Learning by Doing Coastal Rowing

Learning by Doing – Coastal Rowing

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Coastal Rowing – What I learned so far 

Imagine the following situation: we are healthy, fit, ready to race and planned our start. We’re a little older (Okay, way older than you would like to be) than our opponents. Nevertheless, we’re a good team and we’re confident that we’re able to beat them. So, what could go wrong?

Well, the sea for one. Even getting into the boat is much more difficult. There’s much more water and much more movement while we try to enter the boat. It’s slippery inside and you have to be extremely careful while getting in. The whole thing is the opposite of “lady/gentleman-like”. The waves make me also feel the shrimps from last night in my stomach. 

As soon as we’re finally on our seats, we try some tentative strokes. A lot of shouting and the wind nearly blows my hat away. I don’t really care and don’t even feel the strong wind. I’m more concerned about my desperate attempts to actually get my oars in contact with the water below while we’re tossed around at sea. The moment I put them down, the wave is gone and I look like trying some strokes at land –  just rowing through the air. 


Coastal Rowing – The planning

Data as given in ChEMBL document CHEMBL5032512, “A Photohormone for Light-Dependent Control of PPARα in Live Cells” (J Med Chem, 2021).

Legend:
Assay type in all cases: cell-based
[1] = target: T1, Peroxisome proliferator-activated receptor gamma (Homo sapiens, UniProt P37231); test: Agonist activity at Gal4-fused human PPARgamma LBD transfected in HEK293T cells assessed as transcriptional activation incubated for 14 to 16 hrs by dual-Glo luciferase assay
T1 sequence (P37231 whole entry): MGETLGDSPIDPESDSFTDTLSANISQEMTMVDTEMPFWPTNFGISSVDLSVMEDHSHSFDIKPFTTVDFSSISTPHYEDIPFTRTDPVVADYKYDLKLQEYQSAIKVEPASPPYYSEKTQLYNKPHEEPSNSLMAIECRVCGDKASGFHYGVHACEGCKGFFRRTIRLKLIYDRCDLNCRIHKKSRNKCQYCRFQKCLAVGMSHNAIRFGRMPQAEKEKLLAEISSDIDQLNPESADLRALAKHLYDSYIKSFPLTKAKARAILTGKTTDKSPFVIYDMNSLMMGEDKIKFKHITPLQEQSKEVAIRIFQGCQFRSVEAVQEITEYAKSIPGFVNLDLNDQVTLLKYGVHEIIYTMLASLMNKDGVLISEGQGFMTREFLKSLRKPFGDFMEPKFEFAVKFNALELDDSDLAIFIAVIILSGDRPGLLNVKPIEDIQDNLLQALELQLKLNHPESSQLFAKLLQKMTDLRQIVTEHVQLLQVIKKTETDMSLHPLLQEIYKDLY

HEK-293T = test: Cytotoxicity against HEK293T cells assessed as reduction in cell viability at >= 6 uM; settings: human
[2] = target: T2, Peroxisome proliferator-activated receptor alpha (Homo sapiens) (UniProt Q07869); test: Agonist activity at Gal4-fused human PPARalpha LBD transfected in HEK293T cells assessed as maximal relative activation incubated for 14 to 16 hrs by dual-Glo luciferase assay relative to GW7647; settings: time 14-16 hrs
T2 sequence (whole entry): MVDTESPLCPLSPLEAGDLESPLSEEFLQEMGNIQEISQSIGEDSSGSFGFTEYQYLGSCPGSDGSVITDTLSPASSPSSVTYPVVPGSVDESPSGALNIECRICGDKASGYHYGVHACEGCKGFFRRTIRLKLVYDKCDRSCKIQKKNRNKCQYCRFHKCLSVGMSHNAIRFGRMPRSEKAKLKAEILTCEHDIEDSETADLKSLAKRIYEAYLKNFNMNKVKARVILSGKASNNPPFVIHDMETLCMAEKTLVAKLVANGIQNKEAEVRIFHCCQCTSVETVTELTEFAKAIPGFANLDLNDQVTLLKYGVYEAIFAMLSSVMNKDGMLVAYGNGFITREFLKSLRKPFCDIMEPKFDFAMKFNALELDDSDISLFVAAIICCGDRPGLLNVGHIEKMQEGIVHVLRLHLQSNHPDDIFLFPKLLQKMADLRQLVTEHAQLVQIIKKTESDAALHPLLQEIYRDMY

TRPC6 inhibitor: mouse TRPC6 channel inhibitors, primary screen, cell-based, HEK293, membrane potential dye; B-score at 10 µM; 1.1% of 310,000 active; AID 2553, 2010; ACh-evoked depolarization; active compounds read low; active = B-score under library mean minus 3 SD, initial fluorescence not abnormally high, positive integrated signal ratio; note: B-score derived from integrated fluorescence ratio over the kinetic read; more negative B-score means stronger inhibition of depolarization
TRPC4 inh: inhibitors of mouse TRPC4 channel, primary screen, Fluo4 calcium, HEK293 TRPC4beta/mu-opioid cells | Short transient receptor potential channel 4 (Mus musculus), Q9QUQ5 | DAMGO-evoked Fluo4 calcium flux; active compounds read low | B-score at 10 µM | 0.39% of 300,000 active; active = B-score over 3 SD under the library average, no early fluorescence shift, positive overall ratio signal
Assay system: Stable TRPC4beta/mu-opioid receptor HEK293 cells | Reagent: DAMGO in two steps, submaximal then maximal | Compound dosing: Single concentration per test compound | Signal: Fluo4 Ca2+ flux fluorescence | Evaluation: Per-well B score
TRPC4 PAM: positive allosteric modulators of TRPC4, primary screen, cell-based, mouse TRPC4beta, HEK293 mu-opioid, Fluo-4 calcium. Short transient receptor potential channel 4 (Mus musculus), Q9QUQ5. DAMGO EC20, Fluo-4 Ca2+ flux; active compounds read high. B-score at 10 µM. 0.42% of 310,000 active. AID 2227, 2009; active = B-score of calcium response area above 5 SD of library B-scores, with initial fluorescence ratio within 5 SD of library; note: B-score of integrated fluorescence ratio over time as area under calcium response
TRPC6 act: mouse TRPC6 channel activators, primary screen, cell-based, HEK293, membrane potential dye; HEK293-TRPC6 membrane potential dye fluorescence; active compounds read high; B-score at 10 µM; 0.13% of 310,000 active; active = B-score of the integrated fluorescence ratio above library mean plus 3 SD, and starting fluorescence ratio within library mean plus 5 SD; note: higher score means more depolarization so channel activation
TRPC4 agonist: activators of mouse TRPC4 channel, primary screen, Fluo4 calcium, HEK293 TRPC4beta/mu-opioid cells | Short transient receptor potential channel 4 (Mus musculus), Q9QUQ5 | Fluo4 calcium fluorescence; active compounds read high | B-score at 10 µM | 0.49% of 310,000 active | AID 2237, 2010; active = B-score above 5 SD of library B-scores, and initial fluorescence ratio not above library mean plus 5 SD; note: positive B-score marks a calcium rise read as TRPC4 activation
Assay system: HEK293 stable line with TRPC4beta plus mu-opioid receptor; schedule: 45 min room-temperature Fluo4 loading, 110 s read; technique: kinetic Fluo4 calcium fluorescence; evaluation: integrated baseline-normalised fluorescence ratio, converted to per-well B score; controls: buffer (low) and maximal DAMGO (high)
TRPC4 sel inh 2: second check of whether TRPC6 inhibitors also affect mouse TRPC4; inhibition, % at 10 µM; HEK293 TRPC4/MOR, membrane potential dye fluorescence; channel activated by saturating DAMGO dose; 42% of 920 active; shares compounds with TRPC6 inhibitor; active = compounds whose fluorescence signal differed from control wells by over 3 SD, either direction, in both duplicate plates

The racing plan, carefully worked out an hour ago in the car, blew as quickly away as my hat. “Just keep rowing, until someone tells you to stop!” is the new plan. And honestly, it’s definitely more realistic than our elaborated ideas before. 

Welcome to Coastal Rowing! It’s wild! I’ts windy! It’s great fun! And it’s completely different from everything I’ve ever done in a boat. To put it in one word – awesome! That’s the best description I can think of so far. 


What I learned so far: 

  1. Everything is possible! Even the most controlled, elegant and experienced rower can fail when a wave hits the inside of the boat. 
  2. No matter how many clothing changes you have planned – triple them! 
  3. And with clothing changes I mean everything –  socks, underwear, EVERYTHING! A cox from another club – who of course remains nameless – once had to do a race without underpants. Imagine that! Or better don’t…
  4. It might be the fresh air at sea but I was more tired after a 25 km race than ever before. It’s not comparable to a race on a river, so get enough sleep before and after the race. 
  5. Nothing tastes as good as the first drink after coming ashore for the first time. Fortunately, Arcachon has a wonderful bar (and more). 

Sounds like something you would enjoy? If you are interested to come along, you can reach Europe’s largest rowing tour agency here: volker@rowing-in-europe.com

Many thanks to the rowing club for an excellent event!


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This Post Has One Comment

  1. Gordon Valdez

    Coastal rowing is a type of rowing performed at sea, also called offshore or open water rowing. Coastal rowing requires wider and more robust boats than those used on rivers and lakes, as rough conditions can often be expected. The open water conditions add another dimension to traditional rowing that is raced on flat water in lanes.

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